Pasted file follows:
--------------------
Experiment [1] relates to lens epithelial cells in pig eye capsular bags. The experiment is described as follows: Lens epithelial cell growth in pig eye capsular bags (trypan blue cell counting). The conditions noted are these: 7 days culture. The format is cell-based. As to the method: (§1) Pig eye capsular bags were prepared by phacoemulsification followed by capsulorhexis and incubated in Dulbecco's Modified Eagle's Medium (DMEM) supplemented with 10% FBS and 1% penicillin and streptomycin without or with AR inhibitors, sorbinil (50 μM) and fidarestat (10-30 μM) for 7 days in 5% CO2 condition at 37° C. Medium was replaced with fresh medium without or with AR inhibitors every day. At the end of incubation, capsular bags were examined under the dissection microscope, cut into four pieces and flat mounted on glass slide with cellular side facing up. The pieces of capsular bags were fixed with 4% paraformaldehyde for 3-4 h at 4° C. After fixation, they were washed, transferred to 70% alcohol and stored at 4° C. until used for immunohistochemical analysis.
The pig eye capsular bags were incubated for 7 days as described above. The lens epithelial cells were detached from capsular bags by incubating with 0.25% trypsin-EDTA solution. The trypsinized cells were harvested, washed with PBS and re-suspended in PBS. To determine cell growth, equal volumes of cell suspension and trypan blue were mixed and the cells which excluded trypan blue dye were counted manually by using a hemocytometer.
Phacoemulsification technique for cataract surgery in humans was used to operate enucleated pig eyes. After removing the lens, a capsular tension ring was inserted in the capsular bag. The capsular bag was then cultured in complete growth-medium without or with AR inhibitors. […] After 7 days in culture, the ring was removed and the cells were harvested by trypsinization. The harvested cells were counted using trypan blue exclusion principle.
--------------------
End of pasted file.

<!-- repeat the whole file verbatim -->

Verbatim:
Experiment [1] relates to lens epithelial cells in pig eye capsular bags. The experiment is described as follows: Lens epithelial cell growth in pig eye capsular bags (trypan blue cell counting). The conditions noted are these: 7 days culture. The format is cell-based. As to the method: (§1) Pig eye capsular bags were prepared by phacoemulsification followed by capsulorhexis and incubated in Dulbecco's Modified Eagle's Medium (DMEM) supplemented with 10% FBS and 1% penicillin and streptomycin without or with AR inhibitors, sorbinil (50 μM) and fidarestat (10-30 μM) for 7 days in 5% CO2 condition at 37° C. Medium was replaced with fresh medium without or with AR inhibitors every day. At the end of incubation, capsular bags were examined under the dissection microscope, cut into four pieces and flat mounted on glass slide with cellular side facing up. The pieces of capsular bags were fixed with 4% paraformaldehyde for 3-4 h at 4° C. After fixation, they were washed, transferred to 70% alcohol and stored at 4° C. until used for immunohistochemical analysis.
The pig eye capsular bags were incubated for 7 days as described above. The lens epithelial cells were detached from capsular bags by incubating with 0.25% trypsin-EDTA solution. The trypsinized cells were harvested, washed with PBS and re-suspended in PBS. To determine cell growth, equal volumes of cell suspension and trypan blue were mixed and the cells which excluded trypan blue dye were counted manually by using a hemocytometer.
Phacoemulsification technique for cataract surgery in humans was used to operate enucleated pig eyes. After removing the lens, a capsular tension ring was inserted in the capsular bag. The capsular bag was then cultured in complete growth-medium without or with AR inhibitors. […] After 7 days in culture, the ring was removed and the cells were harvested by trypsinization. The harvested cells were counted using trypan blue exclusion principle.